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Anathem by Neal Stephenson
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Anathem (original 2008; edition 2008)

by Neal Stephenson

MembersReviewsPopularityAverage ratingConversations / Mentions
5,315195828 (4.21)1 / 290
Member:leonardr
Title:Anathem
Authors:Neal Stephenson
Info:William Morrow (2008), Hardcover, 960 pages
Collections:Your library
Rating:*****
Tags:read

Work details

Anathem by Neal Stephenson (2008)

  1. 181
    A Canticle for Leibowitz by Walter M. Miller Jr. (Jesse_wiedinmyer, vnovak, szarka)
  2. 160
    The Name of the Rose by Umberto Eco (the_awesome_opossum)
    the_awesome_opossum: The plot and writing are really similar: a dense and complex mystery/thriller set in a monastery. The Name of the Rose is historical fiction, not sci fi, but if you enjoyed the complicated and weighty plot, Name of the Rose would also be good… (more)
  3. 120
    Cryptonomicon by Neal Stephenson (BriarE)
  4. 110
    Snow Crash by Neal Stephenson (Wova4)
  5. 60
    The Glass Bead Game by Hermann Hesse (bertilak)
  6. 51
    Embassytown by China Miéville (bertilak)
    bertilak: Miéville has written a philosophical science fiction novel that rocks and is not bloated: Stephenson please take note.
  7. 40
    Foucault's Pendulum by Umberto Eco (freddlerabbit)
    freddlerabbit: See the Name of the Rose recommendation above - I find Foucault's even more analogous here because Name of the Rose is a bit more plot-driven than the other two, where Foucault's and Anathem both have as much as 40% pure theory-disguised-as-dialogue.… (more)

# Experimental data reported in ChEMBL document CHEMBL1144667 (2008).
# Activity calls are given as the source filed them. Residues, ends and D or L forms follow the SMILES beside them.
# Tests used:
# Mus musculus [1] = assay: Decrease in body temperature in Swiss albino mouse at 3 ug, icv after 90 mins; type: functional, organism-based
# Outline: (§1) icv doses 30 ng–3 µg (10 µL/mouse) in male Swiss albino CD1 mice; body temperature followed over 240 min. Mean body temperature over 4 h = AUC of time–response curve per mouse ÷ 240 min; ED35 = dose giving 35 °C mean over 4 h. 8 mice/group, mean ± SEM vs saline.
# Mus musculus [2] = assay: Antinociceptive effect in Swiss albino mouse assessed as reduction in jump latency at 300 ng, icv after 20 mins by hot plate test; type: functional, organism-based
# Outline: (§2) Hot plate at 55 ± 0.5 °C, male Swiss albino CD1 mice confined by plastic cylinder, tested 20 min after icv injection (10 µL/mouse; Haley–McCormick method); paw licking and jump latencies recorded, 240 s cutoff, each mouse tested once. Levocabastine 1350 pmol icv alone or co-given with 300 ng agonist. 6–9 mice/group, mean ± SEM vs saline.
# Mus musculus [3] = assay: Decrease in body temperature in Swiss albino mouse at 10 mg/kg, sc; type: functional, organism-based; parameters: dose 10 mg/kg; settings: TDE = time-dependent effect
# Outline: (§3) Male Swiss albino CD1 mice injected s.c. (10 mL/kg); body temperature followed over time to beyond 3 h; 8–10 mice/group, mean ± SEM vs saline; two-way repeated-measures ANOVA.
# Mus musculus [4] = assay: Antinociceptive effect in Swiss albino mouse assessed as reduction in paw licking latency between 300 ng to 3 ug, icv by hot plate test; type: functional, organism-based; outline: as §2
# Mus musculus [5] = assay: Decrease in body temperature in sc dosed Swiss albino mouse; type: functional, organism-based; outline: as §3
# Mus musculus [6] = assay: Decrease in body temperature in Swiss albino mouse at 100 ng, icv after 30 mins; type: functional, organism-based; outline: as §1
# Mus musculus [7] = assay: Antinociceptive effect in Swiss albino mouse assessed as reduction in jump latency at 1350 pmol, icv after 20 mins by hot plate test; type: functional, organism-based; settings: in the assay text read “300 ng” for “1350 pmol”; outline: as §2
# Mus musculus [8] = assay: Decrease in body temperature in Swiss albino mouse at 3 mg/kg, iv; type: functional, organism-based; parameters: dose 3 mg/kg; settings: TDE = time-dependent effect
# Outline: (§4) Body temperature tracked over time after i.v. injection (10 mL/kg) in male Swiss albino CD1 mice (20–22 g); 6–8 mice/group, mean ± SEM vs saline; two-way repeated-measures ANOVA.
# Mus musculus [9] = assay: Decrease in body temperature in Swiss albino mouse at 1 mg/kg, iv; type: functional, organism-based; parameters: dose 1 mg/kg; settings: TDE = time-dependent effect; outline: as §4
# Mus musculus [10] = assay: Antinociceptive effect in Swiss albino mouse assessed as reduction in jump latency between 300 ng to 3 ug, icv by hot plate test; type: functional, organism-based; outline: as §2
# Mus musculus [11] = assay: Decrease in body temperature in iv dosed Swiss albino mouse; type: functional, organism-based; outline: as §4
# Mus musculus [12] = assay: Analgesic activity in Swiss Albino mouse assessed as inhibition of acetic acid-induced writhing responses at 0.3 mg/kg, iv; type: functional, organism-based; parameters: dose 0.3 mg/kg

8. 63
    The City & The City by China Miéville (chmod007)
    chmod007: Both novels depict coexisting-but-dissociated societies — drastically foreign to the world we live in — but help us reflect on it.
  9. 30
    Nightfall by Isaac Asimov (Jesse_wiedinmyer)
  10. 30
    The Clock of the Long Now by Stewart Brand (bertilak)
  11. 20
    The Sparrow by Mary Doria Russell (quartzite)
    quartzite: Both books deal with key groups of people preparing to meet alien cultures with a bit of theology and philosophy thrown in.
  12. 20
    Excession by Iain M. Banks (elenchus)
    elenchus: Banks also introduces the "out of context" problem central to Anathem, but in a wildly different plot, and universe. Banks is less ontology and more space opera, but I found both books very entertaining, and both Stephenson and Banks sensitive to political questions raised by their respective plots.… (more)
  13. 43
    Sophie's World by Jostein Gaarder (SiSarah)
  14. 00
    Finity by John Barnes (szarka)
  15. 11
    Gentlemen of the Road: A Tale of Adventure by Michael Chabon (MarkYoung)
  16. 00
    Relativity, space time and geometrodynamics by John Archibald Wheeler (bertilak)
  17. 00
    Evolution's Shore by Ian McDonald (themulhern)
    themulhern: Another book in which the aliens appear with unknown motivations. Here, though, the context is a very contemporary Earth, and so the speculation is much more about the here and now. It spawned a series of which I have not read the rest.
  18. 12
    Parallel Worlds : A Journey Through Creation, Higher Dimensions, and the Future of the Cosmos by Michio Kaku (bertilak)
  19. 37
    Jonathan Strange & Mr. Norrell by Susanna Clarke (SiSarah)